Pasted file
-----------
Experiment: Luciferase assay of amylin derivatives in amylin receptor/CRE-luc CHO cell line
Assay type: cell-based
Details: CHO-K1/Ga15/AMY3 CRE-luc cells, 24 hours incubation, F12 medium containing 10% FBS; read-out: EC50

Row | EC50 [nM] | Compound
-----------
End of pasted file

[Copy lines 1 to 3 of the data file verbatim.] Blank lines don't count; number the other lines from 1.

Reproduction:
Experiment: Luciferase assay of amylin derivatives in amylin receptor/CRE-luc CHO cell line
Assay type: cell-based
Details: CHO-K1/Ga15/AMY3 CRE-luc cells, 24 hours incubation, F12 medium containing 10% FBS; read-out: EC50